This hasn’t been my experience and I am by no means an easy case, in fact, I’ve told my job centre worker several times, she definitely deserves a medal for how she is with me, in fact, I’m always horrible, argumentative and down right rude when I get a new support worker, to start with, as it takes me a while to warm to them, but they have all seen beyond that and the relationships have really grown. All my support workers I would say have worked VERY hard to support me. My job centre worker has definitely gone over and above what could be reasonably expected, as have all my workers really. However I was in desperate need of help and I am always honest and open with them so maybe that makes a difference and I am always grateful for any support I am given, whether it helps or not, people can only do their best and I am always grateful for their input, even if it doesn’t work for me. My psychiatrist who doesn’t normally offer after support has also been amazing. Whenever I phone him he gets back to me and he always sees me. He gave me his mobile number as he said he was easier to contact that way rather than going through the receptionist. He even answered my call when he was on holiday, and he spoke to me and gave me an appointment for the first week he was back at work. I have had support workers and doctors etc that couldn’t help me, in the past, and I was grateful for their honesty and input. Just because they can’t help me, it doesn’t mean they’re no good at their job or whatever, it just means they couldn’t help me and I am always grateful that they try.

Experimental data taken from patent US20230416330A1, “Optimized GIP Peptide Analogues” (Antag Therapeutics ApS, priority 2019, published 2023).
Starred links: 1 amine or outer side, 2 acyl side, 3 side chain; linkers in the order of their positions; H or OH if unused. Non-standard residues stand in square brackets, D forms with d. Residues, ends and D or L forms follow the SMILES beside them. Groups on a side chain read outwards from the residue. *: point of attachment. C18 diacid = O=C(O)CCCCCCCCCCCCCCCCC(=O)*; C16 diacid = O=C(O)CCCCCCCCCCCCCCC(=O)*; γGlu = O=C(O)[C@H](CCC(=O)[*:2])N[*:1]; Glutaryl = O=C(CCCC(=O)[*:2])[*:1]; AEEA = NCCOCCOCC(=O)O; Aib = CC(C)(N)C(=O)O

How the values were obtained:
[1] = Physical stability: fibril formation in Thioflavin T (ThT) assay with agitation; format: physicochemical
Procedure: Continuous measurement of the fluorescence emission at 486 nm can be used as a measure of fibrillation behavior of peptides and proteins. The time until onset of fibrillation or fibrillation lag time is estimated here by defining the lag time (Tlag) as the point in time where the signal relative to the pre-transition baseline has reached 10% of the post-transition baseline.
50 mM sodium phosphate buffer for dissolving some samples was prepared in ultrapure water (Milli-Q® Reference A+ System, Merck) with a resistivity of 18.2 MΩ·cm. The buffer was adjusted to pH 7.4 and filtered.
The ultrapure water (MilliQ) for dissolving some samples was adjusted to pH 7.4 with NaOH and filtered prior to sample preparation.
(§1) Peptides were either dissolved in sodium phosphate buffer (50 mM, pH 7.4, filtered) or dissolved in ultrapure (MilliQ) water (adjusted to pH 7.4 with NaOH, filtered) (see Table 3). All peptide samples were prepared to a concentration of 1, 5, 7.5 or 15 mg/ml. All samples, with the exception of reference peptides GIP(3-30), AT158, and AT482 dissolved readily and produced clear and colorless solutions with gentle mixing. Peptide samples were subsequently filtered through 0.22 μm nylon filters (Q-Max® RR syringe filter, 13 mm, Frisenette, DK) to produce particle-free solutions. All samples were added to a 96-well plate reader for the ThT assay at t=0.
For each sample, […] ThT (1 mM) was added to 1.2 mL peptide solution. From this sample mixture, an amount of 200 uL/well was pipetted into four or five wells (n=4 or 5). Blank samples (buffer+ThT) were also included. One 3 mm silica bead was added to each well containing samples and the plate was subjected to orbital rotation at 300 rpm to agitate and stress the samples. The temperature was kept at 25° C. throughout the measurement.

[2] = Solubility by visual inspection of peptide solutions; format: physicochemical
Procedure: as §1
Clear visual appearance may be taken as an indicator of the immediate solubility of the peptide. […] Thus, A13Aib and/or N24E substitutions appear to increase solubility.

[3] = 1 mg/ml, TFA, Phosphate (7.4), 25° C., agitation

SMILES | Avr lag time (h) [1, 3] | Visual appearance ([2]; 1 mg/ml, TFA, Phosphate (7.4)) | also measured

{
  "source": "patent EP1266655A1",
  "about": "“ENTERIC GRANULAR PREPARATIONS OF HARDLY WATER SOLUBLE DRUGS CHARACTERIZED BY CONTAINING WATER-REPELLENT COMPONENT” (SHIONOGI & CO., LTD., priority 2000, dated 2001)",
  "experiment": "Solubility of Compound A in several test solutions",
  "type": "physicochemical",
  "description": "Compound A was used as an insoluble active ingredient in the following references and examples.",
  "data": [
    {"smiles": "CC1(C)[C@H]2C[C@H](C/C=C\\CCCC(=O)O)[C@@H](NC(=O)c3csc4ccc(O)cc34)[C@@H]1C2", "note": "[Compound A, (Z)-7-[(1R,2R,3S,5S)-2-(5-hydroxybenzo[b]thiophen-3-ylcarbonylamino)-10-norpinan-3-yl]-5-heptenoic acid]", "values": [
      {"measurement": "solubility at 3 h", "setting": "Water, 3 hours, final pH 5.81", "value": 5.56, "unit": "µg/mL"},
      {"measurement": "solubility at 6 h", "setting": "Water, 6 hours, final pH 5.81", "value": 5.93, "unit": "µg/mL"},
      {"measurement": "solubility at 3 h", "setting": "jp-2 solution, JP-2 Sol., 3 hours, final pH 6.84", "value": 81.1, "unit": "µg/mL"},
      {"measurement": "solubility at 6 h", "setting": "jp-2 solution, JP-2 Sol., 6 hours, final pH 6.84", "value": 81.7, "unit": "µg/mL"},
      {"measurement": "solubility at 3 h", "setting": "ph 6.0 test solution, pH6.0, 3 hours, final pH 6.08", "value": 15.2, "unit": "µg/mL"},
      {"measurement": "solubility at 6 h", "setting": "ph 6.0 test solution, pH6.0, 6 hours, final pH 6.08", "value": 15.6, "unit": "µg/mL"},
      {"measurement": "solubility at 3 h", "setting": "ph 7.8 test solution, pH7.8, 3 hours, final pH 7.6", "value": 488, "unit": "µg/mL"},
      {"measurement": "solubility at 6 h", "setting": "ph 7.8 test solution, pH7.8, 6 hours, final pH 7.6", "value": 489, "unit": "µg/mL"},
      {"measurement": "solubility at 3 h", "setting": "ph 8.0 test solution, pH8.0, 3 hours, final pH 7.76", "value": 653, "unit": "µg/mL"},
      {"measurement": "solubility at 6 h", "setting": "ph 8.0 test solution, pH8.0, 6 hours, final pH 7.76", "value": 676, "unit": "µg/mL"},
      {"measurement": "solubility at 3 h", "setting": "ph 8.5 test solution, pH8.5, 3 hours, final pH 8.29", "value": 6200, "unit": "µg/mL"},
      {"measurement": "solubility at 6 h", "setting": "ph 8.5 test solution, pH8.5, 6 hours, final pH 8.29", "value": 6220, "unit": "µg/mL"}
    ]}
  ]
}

Maybe you have to be open minded and really need support to get it?